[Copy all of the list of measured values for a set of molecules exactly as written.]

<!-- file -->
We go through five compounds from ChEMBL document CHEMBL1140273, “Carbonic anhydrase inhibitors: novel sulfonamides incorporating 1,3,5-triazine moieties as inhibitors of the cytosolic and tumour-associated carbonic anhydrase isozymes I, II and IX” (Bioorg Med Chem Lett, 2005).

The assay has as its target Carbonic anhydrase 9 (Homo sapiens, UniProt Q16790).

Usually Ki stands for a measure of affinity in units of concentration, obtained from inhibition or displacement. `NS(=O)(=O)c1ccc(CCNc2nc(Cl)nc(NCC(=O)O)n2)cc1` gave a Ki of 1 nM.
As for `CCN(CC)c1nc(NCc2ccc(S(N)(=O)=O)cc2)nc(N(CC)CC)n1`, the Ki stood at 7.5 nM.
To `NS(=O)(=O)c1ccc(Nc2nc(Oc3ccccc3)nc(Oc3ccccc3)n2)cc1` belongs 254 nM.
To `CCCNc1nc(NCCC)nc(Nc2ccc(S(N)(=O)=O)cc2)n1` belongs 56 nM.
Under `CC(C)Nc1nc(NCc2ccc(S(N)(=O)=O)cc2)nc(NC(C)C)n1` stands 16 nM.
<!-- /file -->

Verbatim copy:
We go through five compounds from ChEMBL document CHEMBL1140273, “Carbonic anhydrase inhibitors: novel sulfonamides incorporating 1,3,5-triazine moieties as inhibitors of the cytosolic and tumour-associated carbonic anhydrase isozymes I, II and IX” (Bioorg Med Chem Lett, 2005).

The assay has as its target Carbonic anhydrase 9 (Homo sapiens, UniProt Q16790).

Usually Ki stands for a measure of affinity in units of concentration, obtained from inhibition or displacement. `NS(=O)(=O)c1ccc(CCNc2nc(Cl)nc(NCC(=O)O)n2)cc1` gave a Ki of 1 nM.
As for `CCN(CC)c1nc(NCc2ccc(S(N)(=O)=O)cc2)nc(N(CC)CC)n1`, the Ki stood at 7.5 nM.
To `NS(=O)(=O)c1ccc(Nc2nc(Oc3ccccc3)nc(Oc3ccccc3)n2)cc1` belongs 254 nM.
To `CCCNc1nc(NCCC)nc(Nc2ccc(S(N)(=O)=O)cc2)n1` belongs 56 nM.
Under `CC(C)Nc1nc(NCc2ccc(S(N)(=O)=O)cc2)nc(NC(C)C)n1` stands 16 nM.